"In 2014 we started selling hardware compatible with fully free systems in order to fund the free software activism work that we've been doing with our foundation. Since then, we worked hard to build a hardware catalog that allows free software users to choose what best fits their computing needs, while also helping with the funding of different free software projects," said Technoethical founder, Tiberiu C. Turbureanu.
Today's certifications include multiple laptops: the TET-X200, the TET-X200T, the TET-X200s, the TET-T400, the TET-T400s, and the TET-T500 are all now available for purchase. Technoethical also received certification on two docking stations: the TET-X200DOCK for X200 series laptops and the TET-T400DOCK for T400 and T500 series laptops. The TET-D16 is the second mainboard certified by the FSF. Technoethical now offers a wide range of RYF-certified WiFi USB adapters, adding the TET-N150HGA, the TET-N300, and the TET-N300HGA to its line-up. They also have two internal WiFi devices: the TET-N300DB and the TET-N450DB. Finally, Technoethical now offers the first certified Bluetooth device — the TET-BT4 USB adapter.
"We thank the FSF for the opportunity to bring Technoethical hardware to LibrePlanet 2017 and have it reviewed for Respects Your Freedom certification. We consider their certification to be a confirmation of our ethical stance in technology. We also thank our customers for their trust and support. That enables us to contribute more to the building of the free society that FSF president Richard Stallman envisioned when he decided to start the GNU Project," said Turbureanu.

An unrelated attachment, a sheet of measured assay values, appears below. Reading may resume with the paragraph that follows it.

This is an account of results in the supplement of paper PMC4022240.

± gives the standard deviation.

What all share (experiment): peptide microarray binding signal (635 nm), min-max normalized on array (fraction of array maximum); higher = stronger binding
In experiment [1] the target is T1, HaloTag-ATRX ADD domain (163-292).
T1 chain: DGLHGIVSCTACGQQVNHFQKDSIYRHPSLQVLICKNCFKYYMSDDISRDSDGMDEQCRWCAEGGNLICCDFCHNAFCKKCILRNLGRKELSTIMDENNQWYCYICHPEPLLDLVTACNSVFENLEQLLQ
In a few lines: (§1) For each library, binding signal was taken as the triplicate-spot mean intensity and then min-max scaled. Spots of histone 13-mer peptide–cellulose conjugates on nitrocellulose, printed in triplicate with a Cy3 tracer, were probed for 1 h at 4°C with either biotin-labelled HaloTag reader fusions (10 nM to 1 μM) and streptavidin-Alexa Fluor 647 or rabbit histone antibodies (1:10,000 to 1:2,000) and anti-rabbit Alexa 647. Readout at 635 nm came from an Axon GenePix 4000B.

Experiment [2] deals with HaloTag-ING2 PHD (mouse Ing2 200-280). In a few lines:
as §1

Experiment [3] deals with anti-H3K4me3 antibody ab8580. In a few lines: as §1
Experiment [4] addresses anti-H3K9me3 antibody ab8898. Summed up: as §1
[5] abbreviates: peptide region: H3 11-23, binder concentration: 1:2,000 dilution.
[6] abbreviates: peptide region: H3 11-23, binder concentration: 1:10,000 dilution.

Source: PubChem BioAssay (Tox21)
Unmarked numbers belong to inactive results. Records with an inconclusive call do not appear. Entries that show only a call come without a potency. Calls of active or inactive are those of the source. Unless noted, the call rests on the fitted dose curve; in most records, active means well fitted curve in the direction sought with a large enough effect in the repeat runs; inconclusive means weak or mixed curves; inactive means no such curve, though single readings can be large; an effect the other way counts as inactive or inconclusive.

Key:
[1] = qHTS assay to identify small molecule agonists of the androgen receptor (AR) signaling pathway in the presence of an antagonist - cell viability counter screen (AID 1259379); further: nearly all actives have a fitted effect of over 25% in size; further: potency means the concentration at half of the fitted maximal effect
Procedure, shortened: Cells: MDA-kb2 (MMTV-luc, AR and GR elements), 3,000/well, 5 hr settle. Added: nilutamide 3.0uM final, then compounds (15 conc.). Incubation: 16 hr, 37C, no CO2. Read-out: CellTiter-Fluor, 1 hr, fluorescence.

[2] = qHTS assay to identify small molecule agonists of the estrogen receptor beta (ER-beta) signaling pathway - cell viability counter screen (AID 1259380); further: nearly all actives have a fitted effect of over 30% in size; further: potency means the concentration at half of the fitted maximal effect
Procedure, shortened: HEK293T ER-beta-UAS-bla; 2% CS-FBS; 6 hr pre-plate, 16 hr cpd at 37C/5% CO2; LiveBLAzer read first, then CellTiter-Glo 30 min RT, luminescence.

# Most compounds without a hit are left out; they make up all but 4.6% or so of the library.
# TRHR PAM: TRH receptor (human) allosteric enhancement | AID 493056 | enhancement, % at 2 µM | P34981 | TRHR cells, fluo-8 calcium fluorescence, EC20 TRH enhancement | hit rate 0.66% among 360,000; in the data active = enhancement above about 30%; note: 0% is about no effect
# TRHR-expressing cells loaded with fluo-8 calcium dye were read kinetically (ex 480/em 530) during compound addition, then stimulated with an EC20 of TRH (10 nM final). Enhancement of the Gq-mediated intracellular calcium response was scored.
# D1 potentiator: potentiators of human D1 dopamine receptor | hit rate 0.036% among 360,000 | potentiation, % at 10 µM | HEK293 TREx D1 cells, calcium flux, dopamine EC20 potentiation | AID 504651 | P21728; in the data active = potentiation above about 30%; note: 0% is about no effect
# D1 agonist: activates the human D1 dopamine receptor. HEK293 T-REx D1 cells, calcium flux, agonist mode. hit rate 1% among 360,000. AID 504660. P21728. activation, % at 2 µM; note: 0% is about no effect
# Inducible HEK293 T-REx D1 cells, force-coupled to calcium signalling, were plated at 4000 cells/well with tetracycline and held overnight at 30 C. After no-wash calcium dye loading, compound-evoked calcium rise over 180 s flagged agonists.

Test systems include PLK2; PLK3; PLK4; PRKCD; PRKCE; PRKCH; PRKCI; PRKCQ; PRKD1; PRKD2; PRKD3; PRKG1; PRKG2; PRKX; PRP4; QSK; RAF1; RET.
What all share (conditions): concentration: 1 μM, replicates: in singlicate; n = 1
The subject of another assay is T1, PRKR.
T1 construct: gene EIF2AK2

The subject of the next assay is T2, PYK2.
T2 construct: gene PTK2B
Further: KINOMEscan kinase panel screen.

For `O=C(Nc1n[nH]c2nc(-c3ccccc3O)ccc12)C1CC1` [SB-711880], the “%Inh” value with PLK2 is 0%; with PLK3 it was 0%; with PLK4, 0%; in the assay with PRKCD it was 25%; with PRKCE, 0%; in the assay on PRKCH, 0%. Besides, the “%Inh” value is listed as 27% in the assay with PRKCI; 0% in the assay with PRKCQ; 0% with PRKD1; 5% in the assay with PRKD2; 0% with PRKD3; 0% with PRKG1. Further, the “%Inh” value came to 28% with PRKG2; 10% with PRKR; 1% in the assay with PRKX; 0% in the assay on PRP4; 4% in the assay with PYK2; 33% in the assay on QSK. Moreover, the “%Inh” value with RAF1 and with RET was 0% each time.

Certification details, including certified source code, can be found at https://www.fsf.org/resources/hw/endorsement/technoethical.About the Free Software Foundation
The Free Software Foundation, founded in 1985, is dedicated to promoting computer users' right to use, study, copy, modify, and redistribute computer programs. The FSF promotes the development and use of free (as in freedom) software — particularly the GNU operating system and its GNU/Linux variants — and free documentation for free software. The FSF also helps to spread awareness of the ethical and political issues of freedom in the use of software, and its Web sites, located at https://fsf.org and https://gnu.org, are an important source of information about GNU/Linux. Donations to support the FSF's work can be made at https://donate.fsf.org. Its headquarters are in Boston, MA, USA.
More information about the FSF, as well as important information for journalists and publishers, is at https://www.fsf.org/press.About Technoethical
Technoethical (formerly Tehnoetic) is an ethical tech business focused on hardware compatible with fully free systems, and if possible compatible with fully free software at lower levels, such as the boot firmware. This hardware gives back control to the users over their computing, allowing them to use, study, copy, modify and distribute computer programs. The Technoethical online shop with worldwide delivery, http://technoethical.com, supports the free software activism of Fundația Ceata and is owned and operated by Turbureanu Tiberiu-Constantin PFA. Part of its income is also donated to different free software projects.Media Contacts
Donald Robertson, III
Licensing & Compliance Manager
Free Software Foundation
+1 (617) 542 5942
Tiberiu C. Turbureanu
Turbureanu Tiberiu-Constantin PFA